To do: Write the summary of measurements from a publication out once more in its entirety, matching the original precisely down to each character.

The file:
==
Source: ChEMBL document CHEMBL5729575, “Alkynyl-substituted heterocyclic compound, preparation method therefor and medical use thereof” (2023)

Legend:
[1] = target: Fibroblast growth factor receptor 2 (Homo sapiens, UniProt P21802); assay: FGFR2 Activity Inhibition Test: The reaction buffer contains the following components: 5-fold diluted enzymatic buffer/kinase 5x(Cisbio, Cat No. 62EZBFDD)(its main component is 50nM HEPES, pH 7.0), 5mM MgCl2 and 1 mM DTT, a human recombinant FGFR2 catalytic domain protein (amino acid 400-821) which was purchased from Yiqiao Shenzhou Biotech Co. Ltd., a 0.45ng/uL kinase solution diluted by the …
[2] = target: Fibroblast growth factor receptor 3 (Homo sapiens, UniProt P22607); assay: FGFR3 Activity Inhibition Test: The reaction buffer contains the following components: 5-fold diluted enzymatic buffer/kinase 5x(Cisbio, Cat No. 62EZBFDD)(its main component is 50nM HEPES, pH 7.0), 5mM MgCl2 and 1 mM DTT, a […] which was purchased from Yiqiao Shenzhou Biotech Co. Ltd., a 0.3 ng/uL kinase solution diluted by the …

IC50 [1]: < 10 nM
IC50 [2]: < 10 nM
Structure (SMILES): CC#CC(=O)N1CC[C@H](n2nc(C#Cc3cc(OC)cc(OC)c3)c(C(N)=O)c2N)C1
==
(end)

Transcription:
Source: ChEMBL document CHEMBL5729575, “Alkynyl-substituted heterocyclic compound, preparation method therefor and medical use thereof” (2023)

Legend:
[1] = target: Fibroblast growth factor receptor 2 (Homo sapiens, UniProt P21802); assay: FGFR2 Activity Inhibition Test: The reaction buffer contains the following components: 5-fold diluted enzymatic buffer/kinase 5x(Cisbio, Cat No. 62EZBFDD)(its main component is 50nM HEPES, pH 7.0), 5mM MgCl2 and 1 mM DTT, a human recombinant FGFR2 catalytic domain protein (amino acid 400-821) which was purchased from Yiqiao Shenzhou Biotech Co. Ltd., a 0.45ng/uL kinase solution diluted by the …
[2] = target: Fibroblast growth factor receptor 3 (Homo sapiens, UniProt P22607); assay: FGFR3 Activity Inhibition Test: The reaction buffer contains the following components: 5-fold diluted enzymatic buffer/kinase 5x(Cisbio, Cat No. 62EZBFDD)(its main component is 50nM HEPES, pH 7.0), 5mM MgCl2 and 1 mM DTT, a […] which was purchased from Yiqiao Shenzhou Biotech Co. Ltd., a 0.3 ng/uL kinase solution diluted by the …

IC50 [1]: < 10 nM
IC50 [2]: < 10 nM
Structure (SMILES): CC#CC(=O)N1CC[C@H](n2nc(C#Cc3cc(OC)cc(OC)c3)c(C(N)=O)c2N)C1